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Maitha Al Khayat (left) with Ebtisam Al Beiti. Image Credit: Clint Egbert/Gulf News

Dubai: Books spark children’s imagination and stimulate their curiosity. They learn about the world, their own culture and other cultures. In the face of the pandemic, books also help them understand the situation and inspire them to move forward and to continue follow their dreams.

This was the gist of how children’s books have become a source of hope and resilience during the pandemic, according to Emirati writer-illustrator Maitha AlKhayat and children’s book author Ebtisam Al-Beiti. They’ve also noticed that more children’s books – fiction, nonfiction, middle grade, and books for early readers – have been published recently that talk about the pandemic.

On the sidelines of the recent launch of ELF Publishing, a new independent publishing house by Emirates Literature Foundation (ELF), Maitha told Gulf News: “Books are really amazing. They give hope to children and inspire them. They are thrust into an amazing world that help them understand their surroundings.”

“Stories help children cope up with the pandemic. In general, children’s books help them in many ways – whether during the pandemic or any other aspects of their lives, such as their first time to go to school, or if there’s something bothering them whether inside or outside the house,” she added.

Interactive storytelling

Maitha is an Emirati author and illustrator for children. With over 170 publications, she delights children with her quirky yet cultural stories through interactive storytelling and workshops. Her picture book, My Own Special Way, was awarded best children’s book at the Children’s Forum in Riyadh and was shortlisted for best book at Marsh Awards 2013. Another book, Turn Off the Light, was awarded best children’s book at the Publisher’s Association in Sharjah in 2016. Her illustrations of Father’s Date Palm Trees was shortlisted for best picture book at the Zayed Book Award in 2020 and heer recent book Grandma Moudy Fashionista was translated into Italian.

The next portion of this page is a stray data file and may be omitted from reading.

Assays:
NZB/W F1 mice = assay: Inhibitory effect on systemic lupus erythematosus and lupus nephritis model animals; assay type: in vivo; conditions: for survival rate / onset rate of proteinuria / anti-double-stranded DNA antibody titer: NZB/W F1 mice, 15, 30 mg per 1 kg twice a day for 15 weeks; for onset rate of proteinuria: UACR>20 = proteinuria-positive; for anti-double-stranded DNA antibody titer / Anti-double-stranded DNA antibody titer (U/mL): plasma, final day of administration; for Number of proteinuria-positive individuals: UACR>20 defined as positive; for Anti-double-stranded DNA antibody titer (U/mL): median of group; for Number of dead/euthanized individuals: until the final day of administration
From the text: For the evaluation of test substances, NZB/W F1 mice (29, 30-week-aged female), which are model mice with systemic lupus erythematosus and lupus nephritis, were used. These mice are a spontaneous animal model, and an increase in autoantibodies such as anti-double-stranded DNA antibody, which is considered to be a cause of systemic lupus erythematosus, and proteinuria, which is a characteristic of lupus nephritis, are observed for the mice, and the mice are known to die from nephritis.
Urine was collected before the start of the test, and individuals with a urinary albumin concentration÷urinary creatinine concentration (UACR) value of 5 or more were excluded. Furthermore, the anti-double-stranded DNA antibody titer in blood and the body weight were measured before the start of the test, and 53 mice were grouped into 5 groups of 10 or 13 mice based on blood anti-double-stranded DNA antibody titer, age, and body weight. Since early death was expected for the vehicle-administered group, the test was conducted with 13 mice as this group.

One thing that Maitha misses most during the pandemic is doing interactive storytelling with children in various schools. “We are also able to do that but mostly online,” Maitha noted, adding: “But despite the limitations, books continue to inspire and give hope to children.”

Fun and playful way

Recalling how during the early period of the pandemic children stayed only indoors, Ebtisam said it moved her to write her first children’s book titled ‘Can I Go Out Now’?

“The book talks about the uncertainty children are facing during the pandemic. My first book teaches young children about current environmental and health issues in a fun, playful, and interactive way,” she added.

Illustrated by Hana Augustine, ‘Can I Go Out Now’ is about Little Earth who is not feeling well. He misses all his planet friends until he finds a special way to talk to them and get better.

The book made its official debut in February 2021 at the Emirates Airlines Festival of Literature and was also featured in The Reading for Pleasure Project, a government reading program introduced by The Emirates Literature Foundation and the UAE Ministry of Education. It has since gained a lot of interest in the region and has featured in school readings, children’s events, and workshops in the UAE.

Ebtisam launched her second book, Citrus the Smoothie Sloth, at the ongoing Emirates Airline Festival of Literature taking place at Habtoor City hotels from February 3 to 13.

She said in her books there is a “recurring theme about children not giving up and always following their dreams.” And this is also the reason why they are inspired to continue creating books for children.